All night, every night, I sit at my two laptops and work on pulling words together to make sense out of things that I never paid much attention to before departing on this research trip. It’s hard sometimes, to do the same thing every night and still try and find a fresh way to write something that I must have written at least 80 times already. My life here is the model of redundancy, but every night when I turn in my first draft, my boss requires fewer and fewer changes.
I wish I could show you all the things I’ve written. Some are things I’ve been very proud of. Some, not so much. I’m not writing about demons right now, kanimas, gladiator battles, hopeless romances, galaxy exploration, or alien wars. I kind of wish I was because the real world continues to pull at me, making me colder and more desensitized every day.
I’m writing about the world we live in. Stuck out in a forgotten part of the world, trying to make the best out of a writing situation that drains all my creative power and gives me nothing to show for it. I can’t even correctly say how many words I’ve actually managed to put on paper at this point. If you figure about 1200 words times 78 days, that’s something like 93,000 words. My thesis manuscript and first “completed” novel isn’t even that long. I still have the majority of this trip left to go and I’m not sure I can keep putting that many words on the page per night.
I’ve seen other writers who have daily word count goals or other similar ways to keep themselves writing. I don’t have a choice. I have to write. I sometimes imagine myself with an old-fashioned metal slave-chain hooked around my ankle and attached to my desk. It drags at me.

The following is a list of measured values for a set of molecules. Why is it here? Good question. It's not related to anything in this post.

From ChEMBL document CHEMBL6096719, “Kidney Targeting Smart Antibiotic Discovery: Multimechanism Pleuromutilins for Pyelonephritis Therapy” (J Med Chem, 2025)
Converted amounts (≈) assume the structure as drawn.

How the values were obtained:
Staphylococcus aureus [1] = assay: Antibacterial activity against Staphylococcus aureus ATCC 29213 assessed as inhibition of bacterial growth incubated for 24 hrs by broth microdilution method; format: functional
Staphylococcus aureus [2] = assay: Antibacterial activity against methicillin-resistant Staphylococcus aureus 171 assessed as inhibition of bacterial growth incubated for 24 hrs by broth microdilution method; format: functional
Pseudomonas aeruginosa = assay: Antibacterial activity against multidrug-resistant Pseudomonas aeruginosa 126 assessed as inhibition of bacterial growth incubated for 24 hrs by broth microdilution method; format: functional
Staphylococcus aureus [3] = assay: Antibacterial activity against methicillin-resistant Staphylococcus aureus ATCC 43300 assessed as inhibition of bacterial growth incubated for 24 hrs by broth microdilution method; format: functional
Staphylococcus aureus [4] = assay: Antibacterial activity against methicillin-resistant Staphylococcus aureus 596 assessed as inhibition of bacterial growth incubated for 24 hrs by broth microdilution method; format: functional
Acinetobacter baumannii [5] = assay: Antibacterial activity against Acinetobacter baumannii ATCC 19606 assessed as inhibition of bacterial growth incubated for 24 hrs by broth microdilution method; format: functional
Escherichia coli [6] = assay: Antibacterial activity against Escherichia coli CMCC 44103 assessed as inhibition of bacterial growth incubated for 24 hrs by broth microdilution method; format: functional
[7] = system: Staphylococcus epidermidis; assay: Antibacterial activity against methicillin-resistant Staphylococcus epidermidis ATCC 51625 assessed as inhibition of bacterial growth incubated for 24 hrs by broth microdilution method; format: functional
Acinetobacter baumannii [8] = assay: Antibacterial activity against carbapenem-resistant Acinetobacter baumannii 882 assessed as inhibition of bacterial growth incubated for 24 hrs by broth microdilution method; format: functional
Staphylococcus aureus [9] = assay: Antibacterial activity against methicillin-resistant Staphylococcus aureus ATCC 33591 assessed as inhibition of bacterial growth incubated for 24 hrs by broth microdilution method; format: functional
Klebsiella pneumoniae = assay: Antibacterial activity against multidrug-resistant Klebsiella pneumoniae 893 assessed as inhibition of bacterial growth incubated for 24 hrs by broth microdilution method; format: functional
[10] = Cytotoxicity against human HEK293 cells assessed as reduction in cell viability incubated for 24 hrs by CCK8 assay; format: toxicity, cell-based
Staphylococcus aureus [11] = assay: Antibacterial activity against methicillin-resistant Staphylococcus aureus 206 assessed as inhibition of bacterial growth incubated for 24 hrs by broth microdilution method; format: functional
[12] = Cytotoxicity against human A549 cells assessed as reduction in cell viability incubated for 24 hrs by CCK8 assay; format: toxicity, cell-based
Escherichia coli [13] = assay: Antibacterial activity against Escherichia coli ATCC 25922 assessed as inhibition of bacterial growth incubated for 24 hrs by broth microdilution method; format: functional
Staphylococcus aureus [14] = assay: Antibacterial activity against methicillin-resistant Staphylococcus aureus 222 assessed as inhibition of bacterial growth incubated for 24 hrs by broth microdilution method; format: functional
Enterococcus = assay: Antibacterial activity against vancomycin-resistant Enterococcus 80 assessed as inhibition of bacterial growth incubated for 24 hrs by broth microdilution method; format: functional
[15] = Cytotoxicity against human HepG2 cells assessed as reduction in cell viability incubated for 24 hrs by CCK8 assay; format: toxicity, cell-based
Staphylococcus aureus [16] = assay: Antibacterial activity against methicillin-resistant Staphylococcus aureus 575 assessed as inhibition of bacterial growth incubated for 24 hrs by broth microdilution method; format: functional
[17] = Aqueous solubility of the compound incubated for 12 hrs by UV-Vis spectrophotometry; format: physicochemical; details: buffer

But you know what? I’ve learned more about sentence structure and active and passive voice and keeping people entertained than I really thought I would. I’m building a lovely selection of calluses on my fingertips, which can only help improve my already speedy typing. I’m writing for something like 2 million people. This might be the largest audience I ever have and none of them will ever know who I am.
Another interesting side note that I’ve noticed is that I wind up having to teach the particulars of English every night, which is even more interesting since apparently I don’t know the correct terminology for the majority of the English rules I know. The discussion tonight was on the usage of words like “the”, “a”, and “an” and how I didn’t even know what they’re called, and I’m apparently not very good at explaining why “The apple fell off the tree” is proper English and “Apple fell off tree” is not. Other than it sounds very cave-woman-ish, I have no terminology to explain my inherent knowledge of why one is correct and one is not. I suppose I could look it up, but I can’t think of how I would find the time for that kind of in-depth study of my own language. And then I feel slightly stupid because those to whom English is not a native language can recite to me the proper technical terms, but still can’t create correct sentences.
But then, maybe I can’t form correct sentences either. Especially not so late at night / early in the morning. And for that, I say, practice writing. That way, proper grammar, spelling, and punctuation becomes a matter of muscle memory and not an excercise in futile memorization of technical rules. Language should be alive, as should the story the words are used to tell.